“It’s one of those nights,” she said. She was lighting a menthol off the end of a smoking butt. The cash register hummed just underneath the buzz of the overhead fluorescents. Together, the noises almost masked the sounds of the crickets. Their little love song sang through the open door and it was getting on Little Liza’s nerves.

“Crickets again, huh?” That was Randy. He never offered much in the way of conversation, but he certainly knew what the midnight crickets sounded like and he certainly knew how Little Liza felt about it.

“It’s like they forgot to start coming on to each other when the sun went down and now they’re waking up all horny.” Daddy didn’t call her “princess” for nothing.

Randy wanted to laugh, because her little joke was a little funny. His tired mind had somehow conjured up a picture of a cricket with morning wood. He knew if he opened his mouth, the picture would spill out in words and he would be embarrassed as only a 34 year-old married man can be.

Teresa didn’t know that Randy’s first stop on his way to work was the L’il Cricket on Highway 29. She knew he had to buy coffee somewhere, but she never asked where and she never asked who he bought it from. She thought pretty highly of her trusting nature. She considered it a virtue above most others. And if some little slut came on to Randy, well, he certainly knew better than to come back on. He was married, after all.

“I figure it this way…” Randy could hear the girl continuing as he walked to the coffee machine. Past the frappa-whatever, past the latte, past the frothy-milky-whatizt and straight to the tarry stuff on the far right.

“The big lights at the diner go on about the time the sun goes down. Then the diner closes at eleven. Billy shuts off the lights. By the time midnight rolls around, they feel like they’ve missed half their night, and they’re screaming for some lovin’.”

“The crickets or the people at the diner?” That was the best Randy could do as he put the lid on his coffee.

“What do you think, Smarty?” Little Liza had laid her cigarette in an ashtray by the register and turned to the wall of smokes behind her. “Need them tonight?”

Did he ever. Teresa had sucked out his breath tonight as he was getting ready for work.

* * *

“I stopped by the L’il Cricket this morning,” she had said. “That Liza Gamble was there.”

Randy continued brushing his teeth and grunted in time with the flush of the toilet. Teresa walked out of the bathroom, talking as she went. “I don’t think she’s a very nice girl.”

Teresa opened the daycare in Anderson five days a week. She went in around 6am, a few hours before Randy got off, and about the time Liza Gamble was getting ready to go home.

Randy was spitting in the sink when Teresa poked her head back in the bathroom, “You know who she is, don’t you?”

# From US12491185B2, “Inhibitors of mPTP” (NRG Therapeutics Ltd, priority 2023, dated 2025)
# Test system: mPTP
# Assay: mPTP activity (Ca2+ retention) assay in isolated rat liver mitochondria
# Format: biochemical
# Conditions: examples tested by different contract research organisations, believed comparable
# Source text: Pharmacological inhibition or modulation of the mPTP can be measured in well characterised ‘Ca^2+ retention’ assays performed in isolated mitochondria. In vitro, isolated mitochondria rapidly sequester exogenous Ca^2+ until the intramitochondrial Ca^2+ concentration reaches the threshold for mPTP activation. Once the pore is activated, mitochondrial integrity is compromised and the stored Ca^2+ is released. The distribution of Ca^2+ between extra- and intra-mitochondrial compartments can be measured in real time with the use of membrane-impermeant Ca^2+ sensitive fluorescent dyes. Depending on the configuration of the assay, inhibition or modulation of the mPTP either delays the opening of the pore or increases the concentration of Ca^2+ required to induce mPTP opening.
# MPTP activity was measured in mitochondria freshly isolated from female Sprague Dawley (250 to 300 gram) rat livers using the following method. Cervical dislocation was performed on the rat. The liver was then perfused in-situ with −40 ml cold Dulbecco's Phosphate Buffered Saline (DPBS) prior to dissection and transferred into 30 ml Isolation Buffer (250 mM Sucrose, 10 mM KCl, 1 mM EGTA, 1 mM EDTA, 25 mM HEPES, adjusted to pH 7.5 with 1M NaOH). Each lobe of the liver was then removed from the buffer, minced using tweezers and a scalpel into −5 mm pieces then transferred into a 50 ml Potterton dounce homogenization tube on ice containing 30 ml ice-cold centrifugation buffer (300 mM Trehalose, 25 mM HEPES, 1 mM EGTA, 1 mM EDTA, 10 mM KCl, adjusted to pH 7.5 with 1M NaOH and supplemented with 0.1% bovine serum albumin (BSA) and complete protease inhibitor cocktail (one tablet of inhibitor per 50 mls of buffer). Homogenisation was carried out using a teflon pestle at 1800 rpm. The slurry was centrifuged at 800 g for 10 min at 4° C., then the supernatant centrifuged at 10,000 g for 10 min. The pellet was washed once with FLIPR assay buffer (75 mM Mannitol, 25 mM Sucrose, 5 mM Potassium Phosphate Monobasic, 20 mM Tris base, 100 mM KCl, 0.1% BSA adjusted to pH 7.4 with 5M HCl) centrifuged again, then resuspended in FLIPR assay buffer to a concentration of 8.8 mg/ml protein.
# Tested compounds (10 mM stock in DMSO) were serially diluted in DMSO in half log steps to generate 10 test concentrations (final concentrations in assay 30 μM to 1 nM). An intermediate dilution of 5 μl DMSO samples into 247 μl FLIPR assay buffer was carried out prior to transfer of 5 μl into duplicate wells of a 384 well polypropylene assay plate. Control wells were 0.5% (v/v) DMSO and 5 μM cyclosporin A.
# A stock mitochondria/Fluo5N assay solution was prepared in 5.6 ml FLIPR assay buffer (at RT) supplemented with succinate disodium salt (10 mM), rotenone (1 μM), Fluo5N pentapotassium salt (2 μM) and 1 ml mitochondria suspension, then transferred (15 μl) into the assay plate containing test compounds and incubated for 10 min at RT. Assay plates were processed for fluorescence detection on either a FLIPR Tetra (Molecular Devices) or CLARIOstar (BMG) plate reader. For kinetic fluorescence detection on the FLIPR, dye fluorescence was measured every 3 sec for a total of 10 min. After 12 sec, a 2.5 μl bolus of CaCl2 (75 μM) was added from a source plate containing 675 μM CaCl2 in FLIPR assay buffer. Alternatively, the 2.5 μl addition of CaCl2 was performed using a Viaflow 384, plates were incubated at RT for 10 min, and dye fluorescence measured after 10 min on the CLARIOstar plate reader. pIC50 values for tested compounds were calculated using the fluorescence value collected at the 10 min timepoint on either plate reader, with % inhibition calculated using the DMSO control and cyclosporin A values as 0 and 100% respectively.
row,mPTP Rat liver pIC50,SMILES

“Um…no, I don’t think I do.” As he wiped his mouth, he looked around a room for a razor to cut his throat. Damned mouth spoke before he could think. What the hell did his mouth know, anyway?

“Little girl, about 5’3″ or so? Smokes those menthols and puts her elbows on the counter like a little girl?”

Think, goddammit.

“Jesus, honey. It’s almost midnight.” Randy rushed past her and out of the house into the driveway.

As he shoved the key into the ignition, he would’ve sworn he heard his wife call out from the porch, “I think she’s a slut!”

* * *

“Hard pack right?” Liza Gamble looked over her shoulder with her hand on the row of Camels. “One or two?”

“Two.” Randy fumbled in his pocket and pulled out a ten.

“So, you figure they like to get it on or nature just makes them do it? Six ninety.” She barely looked at her fingers as they punched in the prices.

“What do you think?” Randy laid his ten on the counter and watched her take a drag off the cigarette.

“I figure it’s a little of both. Three ten’s your change” Exhale, menthol smoke slipping under Randy’s hat and into his hair. He’d smell it there two hours later and be forced to take one of the three smoke breaks he was permitted during his shift.

“I guess you’re probably right,” he said taking the three ones and dime from the counter. He stood one half second longer then he’d planned to, then turned on his bootheels and walked for the open door.

“Your wife was in yesterday morning.”

Randy tried not to stop like a cartoon character, boots squeaking and coffee leaking out from underneath the lid. He was not very successful. How casual could he possibly be?

“Oh, yeah?”

“Yeah, acted sort of strange. Said she thought her husband came in here every once in a while. Asked if I knew you.” The menthol was almost out.

“Oh, yeah?” Randy could think of no more to say. He almost made a joke about cricket morning wood just to change the subject.

“Yeah. I told her I didn’t think I’d ever seen you. Maybe you stopped at Elliot’s Exxon or something.”

“That right?” Randy was trying to hear the crickets over the breath in his chest.

“Yeah.” Little Liza lit another menthol off the butt of the one she was smoking. “See you tomorrow night.”

The air outside was warm and made his coffee cup seem warmer. Randy’s truck engine was still ticking when he got back to his parking space. Inside, Liza put her elbows on the counter and looked out the window toward him like she did every night the crickets sang their midnight song.

Brad Willis

Brad Willis is a writer based in Greenville, South Carolina. Willis spent a decade as an award-winning broadcast journalist. He has worked as a freelance writer, columnist, and professional blogger since 2005. He has also served as a commentator and guest on a wide variety of television, radio, and internet shows.

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